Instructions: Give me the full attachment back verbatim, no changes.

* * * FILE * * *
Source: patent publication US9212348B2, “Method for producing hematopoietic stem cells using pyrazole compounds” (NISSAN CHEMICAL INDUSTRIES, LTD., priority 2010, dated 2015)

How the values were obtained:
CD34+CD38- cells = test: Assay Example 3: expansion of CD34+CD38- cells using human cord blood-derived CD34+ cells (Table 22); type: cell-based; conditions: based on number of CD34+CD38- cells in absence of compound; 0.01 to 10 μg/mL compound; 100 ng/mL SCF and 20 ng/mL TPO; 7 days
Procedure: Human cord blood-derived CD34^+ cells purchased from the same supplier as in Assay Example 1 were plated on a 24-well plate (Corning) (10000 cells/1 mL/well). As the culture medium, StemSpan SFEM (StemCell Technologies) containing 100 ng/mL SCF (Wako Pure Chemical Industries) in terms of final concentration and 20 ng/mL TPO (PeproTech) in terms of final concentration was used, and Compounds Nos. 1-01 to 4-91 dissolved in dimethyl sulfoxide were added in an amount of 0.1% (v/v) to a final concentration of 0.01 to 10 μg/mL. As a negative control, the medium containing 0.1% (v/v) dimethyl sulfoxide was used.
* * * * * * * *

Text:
Source: patent publication US9212348B2, “Method for producing hematopoietic stem cells using pyrazole compounds” (NISSAN CHEMICAL INDUSTRIES, LTD., priority 2010, dated 2015)

How the values were obtained:
CD34+CD38- cells = test: Assay Example 3: expansion of CD34+CD38- cells using human cord blood-derived CD34+ cells (Table 22); type: cell-based; conditions: based on number of CD34+CD38- cells in absence of compound; 0.01 to 10 μg/mL compound; 100 ng/mL SCF and 20 ng/mL TPO; 7 days
Procedure: Human cord blood-derived CD34^+ cells purchased from the same supplier as in Assay Example 1 were plated on a 24-well plate (Corning) (10000 cells/1 mL/well). As the culture medium, StemSpan SFEM (StemCell Technologies) containing 100 ng/mL SCF (Wako Pure Chemical Industries) in terms of final concentration and 20 ng/mL TPO (PeproTech) in terms of final concentration was used, and Compounds Nos. 1-01 to 4-91 dissolved in dimethyl sulfoxide were added in an amount of 0.1% (v/v) to a final concentration of 0.01 to 10 μg/mL. As a negative control, the medium containing 0.1% (v/v) dimethyl sulfoxide was used.